Standing over The Bailey pub on Duke Street, and now between the windows of an upper-floor of Marks and Spencers, this lonely sailor with a sextant in hand has been baffling me for years.
Writing in the Dublin Historical Record in 1939, A.M Fraser stated:
Let us pause a few moments in Duke Street and gaze at the trim little figure of Captain Cuttle in his three-cornered hat, gold-frogged blue tail-coat and cream breeches, as he stands shooting the sun with his old-fashioned brass quadrant…..When Dickens was driving to the rotunda to deliver one of his readings he climbed down from his car and came into the shop to inquire about the figure.
In recent years, there have been a number of blogs and publications dedicated to the celebration and chronicling of Dublin’s ghost signs, the reminders of the city in generations past. In a review of Antonia Hart’s study of ghost signs, Dermot Bolger wrote in the Evening Herald that “This mariner first appeared above a shop in Capel Street in 1810, before he and his owner – the optician, Richard Spears, whose services the quadrant hinted at – moved to College Green”.
The name of Richard Spears pops up in Wilson’s Dublin Directory for 1801 on Capel Street, where he was listed as a “mathematical instrument maker” at number 23. Spears,it seems, later took up premises at 27 and 35 College Green, before going into partnership with Edward Clarke from 1815-1817. Some of his handiwork, signed , “R.Spears, instrument Maker to His Majesty’s Crown of Customs in Ireland”, can be seen here. These items are in the collection of the National Museum today.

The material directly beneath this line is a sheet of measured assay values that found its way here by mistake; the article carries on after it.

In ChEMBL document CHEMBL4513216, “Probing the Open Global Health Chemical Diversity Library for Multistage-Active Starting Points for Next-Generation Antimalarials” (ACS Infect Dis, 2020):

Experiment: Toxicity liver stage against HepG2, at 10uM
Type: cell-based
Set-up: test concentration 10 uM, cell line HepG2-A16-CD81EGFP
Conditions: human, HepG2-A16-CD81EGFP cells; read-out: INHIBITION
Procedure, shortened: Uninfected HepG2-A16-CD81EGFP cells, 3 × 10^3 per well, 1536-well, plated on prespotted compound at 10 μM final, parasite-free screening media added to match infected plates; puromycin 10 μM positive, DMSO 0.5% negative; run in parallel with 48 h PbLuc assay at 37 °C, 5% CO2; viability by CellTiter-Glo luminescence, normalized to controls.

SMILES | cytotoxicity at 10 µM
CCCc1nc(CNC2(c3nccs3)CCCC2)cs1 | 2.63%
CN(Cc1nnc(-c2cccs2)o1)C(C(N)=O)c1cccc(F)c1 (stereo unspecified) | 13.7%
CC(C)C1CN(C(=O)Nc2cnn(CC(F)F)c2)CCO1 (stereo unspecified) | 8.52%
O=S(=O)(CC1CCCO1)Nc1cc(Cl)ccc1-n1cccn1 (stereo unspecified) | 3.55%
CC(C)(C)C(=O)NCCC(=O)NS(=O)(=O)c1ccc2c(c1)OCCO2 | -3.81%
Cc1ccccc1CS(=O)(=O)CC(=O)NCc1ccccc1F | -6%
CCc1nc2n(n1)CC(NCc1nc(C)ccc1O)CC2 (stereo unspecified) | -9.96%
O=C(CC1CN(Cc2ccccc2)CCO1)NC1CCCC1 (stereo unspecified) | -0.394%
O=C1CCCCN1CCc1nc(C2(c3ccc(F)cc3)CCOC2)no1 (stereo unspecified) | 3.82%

Pat Liddy, expert on all things Dublin from the time of the Norse to the present day, has written that “the venerable old sailor” kept watch over Murray McGrath’s for many years, writing that “John Murray…found the statue on a quay dump, retrieved it and brought the partly rotting plaster cast to a statue maker or restoration.” Murray McGrath’s optician operated on Duke Street for a long time, and in the 1960s our friend Pól Ó Duibhir snapped the sailor there.
He writes of seeing the sailor years later, and that “instead of my remembered sailor there was a mere gaudy shadow. My real sailor had been replaced by a modern piece of tack.”
His coat was pink and peeling. He was looking at the sextant in his hands as if he didn’t know whether to play it, eat it, or poke somebody’s eye out with it. He was reduced in stature and had clearly put on a bit of weight – puppy fat maybe. He had lost his bearing as well as his bearings. He knew not whence he came or where the hell he was going. And it didn’t really seem to matter. Nothing was expected of him.
So, I’m curious – what’s the deal here? How long has the statue on Duke Street been there? It’d be great if someone can clear it up. Next time you’re passing by, have a look up at him.